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I have a script running on machine A that needs to trigger the reboot of machine B and then wait until machine B is fully back up. This actually needs to happen multiple times in succession, so keeping the wait time to a minimum is somewhat important. (It's an automated test of varying boot parameter values.)

These machines are running Linux, so I figure the basic approach should be to install a late-running (e.g. priority 99) init script on machine B that somehow sends a message to machine A. I plan to install the script using update-rc.d ${script_name} start 99 S .. However, where I'm stuck is how to send and wait for the message.

I figure there must be some sort of message queue or coordinator service that I can just script out of the box. For instance, Zookeeper should be capable, though how to script it is surprisingly non-obvious. I could write a little client/server program to do this (presumably using a TCP socket), but I was hoping for a simpler solution. The setup on machine B needs to be done entirely by the script on machine A, so steps like compiling or installing scripting language modules would ideally be avoided.

Thanks for any suggestions!

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3 Answers 3

up vote 2 down vote accepted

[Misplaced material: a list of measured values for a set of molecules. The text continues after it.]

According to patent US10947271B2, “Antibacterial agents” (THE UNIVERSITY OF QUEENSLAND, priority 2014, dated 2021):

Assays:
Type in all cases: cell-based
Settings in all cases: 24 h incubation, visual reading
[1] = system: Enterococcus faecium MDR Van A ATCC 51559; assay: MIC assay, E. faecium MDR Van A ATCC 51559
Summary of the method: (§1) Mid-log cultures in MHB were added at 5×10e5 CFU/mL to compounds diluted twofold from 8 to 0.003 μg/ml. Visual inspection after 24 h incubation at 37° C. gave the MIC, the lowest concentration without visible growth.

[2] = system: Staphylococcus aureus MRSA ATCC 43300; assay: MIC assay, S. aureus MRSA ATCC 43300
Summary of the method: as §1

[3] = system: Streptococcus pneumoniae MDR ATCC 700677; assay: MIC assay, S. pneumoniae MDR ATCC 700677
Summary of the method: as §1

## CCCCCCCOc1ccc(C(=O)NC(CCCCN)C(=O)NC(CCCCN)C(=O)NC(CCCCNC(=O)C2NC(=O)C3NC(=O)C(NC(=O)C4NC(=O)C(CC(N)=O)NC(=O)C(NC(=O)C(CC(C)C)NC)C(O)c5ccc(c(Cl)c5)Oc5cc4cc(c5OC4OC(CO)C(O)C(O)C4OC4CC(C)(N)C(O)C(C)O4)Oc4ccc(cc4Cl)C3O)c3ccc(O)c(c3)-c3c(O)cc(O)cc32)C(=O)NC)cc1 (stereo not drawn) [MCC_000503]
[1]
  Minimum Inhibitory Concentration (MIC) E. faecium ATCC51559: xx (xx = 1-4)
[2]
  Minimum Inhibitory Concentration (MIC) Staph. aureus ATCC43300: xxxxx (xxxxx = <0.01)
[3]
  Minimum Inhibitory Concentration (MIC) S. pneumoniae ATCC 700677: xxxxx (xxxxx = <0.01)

You could also make a simple network listener using netcat or socat that starts late and the other host repeatedly checks for. Another way to solve this would be to send an automatic "I'm Alive" message through mail from rc.local to the other machine and pick it up with a script from a .forward or .qmail file.

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nc sounds like the best option so far. Set up a listener (with nc -l 1234) on machine A before reboot, and then have machine B send it a message (echo "I'm alive" | nc machine-A 1234) from an init script. –  Trevor Robinson Jul 6 '11 at 22:49

Sounds like you want to look at the heartbeat daemon. That's exactly what it's made for: monitoring sets of peers.

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Good suggestion. I agree that it seems like it should be the right tool, but like Zookeeper, it's not clear how to script this task with it. I could probably poll crm_mon in a loop, grep'ing for some up/down indicator, though I don't see its output documented anywhere. If I had a cluster I was already monitoring, I think this would be the right answer, but in this case, it seems like overkill. –  Trevor Robinson Jul 6 '11 at 23:12

Couldn't you just ping periodically and then check ping's exit code?

If a ping is successful, the exit code should be 0:

$ ping -c 1 -t 1 1.2.3.4
...
$ echo $?
0

If unsuccessful, it'll be 2:

$ ping -c 1 -t 1 5.6.7.8
...
$ echo $?
2
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1  
I don't think so because it's important that various services (e.g. Apache httpd) are running before the script continues, not just network connectivity. That's what I meant by "fully back up". Sorry if I was too subtle about that. –  Trevor Robinson Jul 6 '11 at 17:29
    
In that case, couldn't you just try to snag a static file from your webserver using curl/wget, and consider the server "up" when you get a HTTP 200? –  MrTuttle Jul 6 '11 at 19:57
    
httpd was just an example; there may be other services, and httpd might not be running. Of course, if I wrote out a file in the late-running init script (and deleted that file before reboot), I could detect that the server is up by polling http or ssh. However, I was hoping for something with a few less moving parts. –  Trevor Robinson Jul 6 '11 at 22:41

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